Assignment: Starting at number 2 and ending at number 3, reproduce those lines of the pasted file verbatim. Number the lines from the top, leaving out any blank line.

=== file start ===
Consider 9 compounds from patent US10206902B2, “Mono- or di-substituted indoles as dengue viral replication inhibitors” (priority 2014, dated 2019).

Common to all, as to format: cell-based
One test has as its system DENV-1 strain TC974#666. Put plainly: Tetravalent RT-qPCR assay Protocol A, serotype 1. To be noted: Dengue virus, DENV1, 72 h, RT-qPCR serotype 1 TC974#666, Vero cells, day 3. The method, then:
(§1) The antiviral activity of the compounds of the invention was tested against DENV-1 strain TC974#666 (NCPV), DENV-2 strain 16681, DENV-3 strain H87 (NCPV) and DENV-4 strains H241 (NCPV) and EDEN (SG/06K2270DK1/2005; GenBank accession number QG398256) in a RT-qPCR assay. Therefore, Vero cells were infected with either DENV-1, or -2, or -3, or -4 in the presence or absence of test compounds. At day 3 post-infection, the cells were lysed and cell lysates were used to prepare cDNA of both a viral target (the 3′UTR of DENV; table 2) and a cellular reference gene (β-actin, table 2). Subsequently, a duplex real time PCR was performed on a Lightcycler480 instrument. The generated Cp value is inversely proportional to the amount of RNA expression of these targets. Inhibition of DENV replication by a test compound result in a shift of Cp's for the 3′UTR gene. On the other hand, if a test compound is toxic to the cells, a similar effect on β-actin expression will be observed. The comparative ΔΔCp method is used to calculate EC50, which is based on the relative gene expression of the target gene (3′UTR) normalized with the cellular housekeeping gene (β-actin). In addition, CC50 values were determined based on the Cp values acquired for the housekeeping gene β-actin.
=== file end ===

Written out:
Common to all, as to format: cell-based
One test has as its system DENV-1 strain TC974#666. Put plainly: Tetravalent RT-qPCR assay Protocol A, serotype 1. To be noted: Dengue virus, DENV1, 72 h, RT-qPCR serotype 1 TC974#666, Vero cells, day 3. The method, then: